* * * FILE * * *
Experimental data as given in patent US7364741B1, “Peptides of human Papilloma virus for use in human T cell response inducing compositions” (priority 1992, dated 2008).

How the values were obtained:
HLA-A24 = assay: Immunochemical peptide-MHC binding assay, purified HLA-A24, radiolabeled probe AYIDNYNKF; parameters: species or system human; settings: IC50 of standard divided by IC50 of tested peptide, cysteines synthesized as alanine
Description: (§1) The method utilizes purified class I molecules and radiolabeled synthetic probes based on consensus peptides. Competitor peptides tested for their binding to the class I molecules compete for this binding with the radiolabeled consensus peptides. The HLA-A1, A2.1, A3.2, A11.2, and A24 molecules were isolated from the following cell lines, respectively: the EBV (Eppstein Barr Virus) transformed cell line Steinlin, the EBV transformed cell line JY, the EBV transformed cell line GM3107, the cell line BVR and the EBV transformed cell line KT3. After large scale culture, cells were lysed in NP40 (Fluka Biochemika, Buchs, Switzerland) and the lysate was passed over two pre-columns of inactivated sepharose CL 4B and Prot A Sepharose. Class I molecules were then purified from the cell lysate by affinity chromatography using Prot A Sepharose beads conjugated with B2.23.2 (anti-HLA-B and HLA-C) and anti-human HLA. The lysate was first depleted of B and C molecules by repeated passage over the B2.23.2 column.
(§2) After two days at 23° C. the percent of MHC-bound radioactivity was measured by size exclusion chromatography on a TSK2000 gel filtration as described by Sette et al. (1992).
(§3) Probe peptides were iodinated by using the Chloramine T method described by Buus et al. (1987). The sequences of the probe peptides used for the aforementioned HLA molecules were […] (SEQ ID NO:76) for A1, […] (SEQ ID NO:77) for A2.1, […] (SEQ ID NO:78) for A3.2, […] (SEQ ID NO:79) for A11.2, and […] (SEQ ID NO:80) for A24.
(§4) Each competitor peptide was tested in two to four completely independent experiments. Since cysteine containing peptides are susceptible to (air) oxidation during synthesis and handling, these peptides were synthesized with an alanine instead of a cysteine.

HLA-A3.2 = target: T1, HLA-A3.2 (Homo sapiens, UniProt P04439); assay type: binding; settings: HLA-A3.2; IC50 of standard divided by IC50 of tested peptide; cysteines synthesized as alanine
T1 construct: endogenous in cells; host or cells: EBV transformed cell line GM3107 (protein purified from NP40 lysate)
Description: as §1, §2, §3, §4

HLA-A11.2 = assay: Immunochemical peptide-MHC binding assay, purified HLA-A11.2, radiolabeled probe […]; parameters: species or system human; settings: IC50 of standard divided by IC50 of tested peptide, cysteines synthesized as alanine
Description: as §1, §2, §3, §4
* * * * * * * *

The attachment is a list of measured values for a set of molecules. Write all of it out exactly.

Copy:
Experimental data as given in patent US7364741B1, “Peptides of human Papilloma virus for use in human T cell response inducing compositions” (priority 1992, dated 2008).

How the values were obtained:
HLA-A24 = assay: Immunochemical peptide-MHC binding assay, purified HLA-A24, radiolabeled probe AYIDNYNKF; parameters: species or system human; settings: IC50 of standard divided by IC50 of tested peptide, cysteines synthesized as alanine
Description: (§1) The method utilizes purified class I molecules and radiolabeled synthetic probes based on consensus peptides. Competitor peptides tested for their binding to the class I molecules compete for this binding with the radiolabeled consensus peptides. The HLA-A1, A2.1, A3.2, A11.2, and A24 molecules were isolated from the following cell lines, respectively: the EBV (Eppstein Barr Virus) transformed cell line Steinlin, the EBV transformed cell line JY, the EBV transformed cell line GM3107, the cell line BVR and the EBV transformed cell line KT3. After large scale culture, cells were lysed in NP40 (Fluka Biochemika, Buchs, Switzerland) and the lysate was passed over two pre-columns of inactivated sepharose CL 4B and Prot A Sepharose. Class I molecules were then purified from the cell lysate by affinity chromatography using Prot A Sepharose beads conjugated with B2.23.2 (anti-HLA-B and HLA-C) and anti-human HLA. The lysate was first depleted of B and C molecules by repeated passage over the B2.23.2 column.
(§2) After two days at 23° C. the percent of MHC-bound radioactivity was measured by size exclusion chromatography on a TSK2000 gel filtration as described by Sette et al. (1992).
(§3) Probe peptides were iodinated by using the Chloramine T method described by Buus et al. (1987). The sequences of the probe peptides used for the aforementioned HLA molecules were […] (SEQ ID NO:76) for A1, […] (SEQ ID NO:77) for A2.1, […] (SEQ ID NO:78) for A3.2, […] (SEQ ID NO:79) for A11.2, and […] (SEQ ID NO:80) for A24.
(§4) Each competitor peptide was tested in two to four completely independent experiments. Since cysteine containing peptides are susceptible to (air) oxidation during synthesis and handling, these peptides were synthesized with an alanine instead of a cysteine.

HLA-A3.2 = target: T1, HLA-A3.2 (Homo sapiens, UniProt P04439); assay type: binding; settings: HLA-A3.2; IC50 of standard divided by IC50 of tested peptide; cysteines synthesized as alanine
T1 construct: endogenous in cells; host or cells: EBV transformed cell line GM3107 (protein purified from NP40 lysate)
Description: as §1, §2, §3, §4

HLA-A11.2 = assay: Immunochemical peptide-MHC binding assay, purified HLA-A11.2, radiolabeled probe […]; parameters: species or system human; settings: IC50 of standard divided by IC50 of tested peptide, cysteines synthesized as alanine
Description: as §1, §2, §3, §4